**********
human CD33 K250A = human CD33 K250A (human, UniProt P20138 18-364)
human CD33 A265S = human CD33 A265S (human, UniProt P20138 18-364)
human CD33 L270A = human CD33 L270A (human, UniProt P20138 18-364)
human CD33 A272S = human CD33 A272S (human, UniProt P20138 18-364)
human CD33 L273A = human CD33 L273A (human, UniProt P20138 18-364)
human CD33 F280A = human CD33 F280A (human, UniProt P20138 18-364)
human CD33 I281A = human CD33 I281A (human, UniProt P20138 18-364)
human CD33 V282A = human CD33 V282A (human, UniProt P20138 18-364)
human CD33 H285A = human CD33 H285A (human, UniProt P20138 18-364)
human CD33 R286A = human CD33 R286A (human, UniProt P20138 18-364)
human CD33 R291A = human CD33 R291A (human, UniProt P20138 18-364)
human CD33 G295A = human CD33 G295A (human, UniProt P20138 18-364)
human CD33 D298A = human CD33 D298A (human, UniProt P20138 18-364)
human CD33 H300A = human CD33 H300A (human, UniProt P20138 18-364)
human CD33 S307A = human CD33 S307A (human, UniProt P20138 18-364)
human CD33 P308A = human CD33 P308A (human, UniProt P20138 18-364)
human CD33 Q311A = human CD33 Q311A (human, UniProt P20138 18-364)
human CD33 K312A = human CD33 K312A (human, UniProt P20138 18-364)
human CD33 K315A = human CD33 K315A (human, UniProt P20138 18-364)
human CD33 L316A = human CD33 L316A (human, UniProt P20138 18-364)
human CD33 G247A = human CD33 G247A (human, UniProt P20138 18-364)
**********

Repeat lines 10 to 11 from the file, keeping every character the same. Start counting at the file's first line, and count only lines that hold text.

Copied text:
human CD33 R286A = human CD33 R286A (human, UniProt P20138 18-364)
human CD33 R291A = human CD33 R291A (human, UniProt P20138 18-364)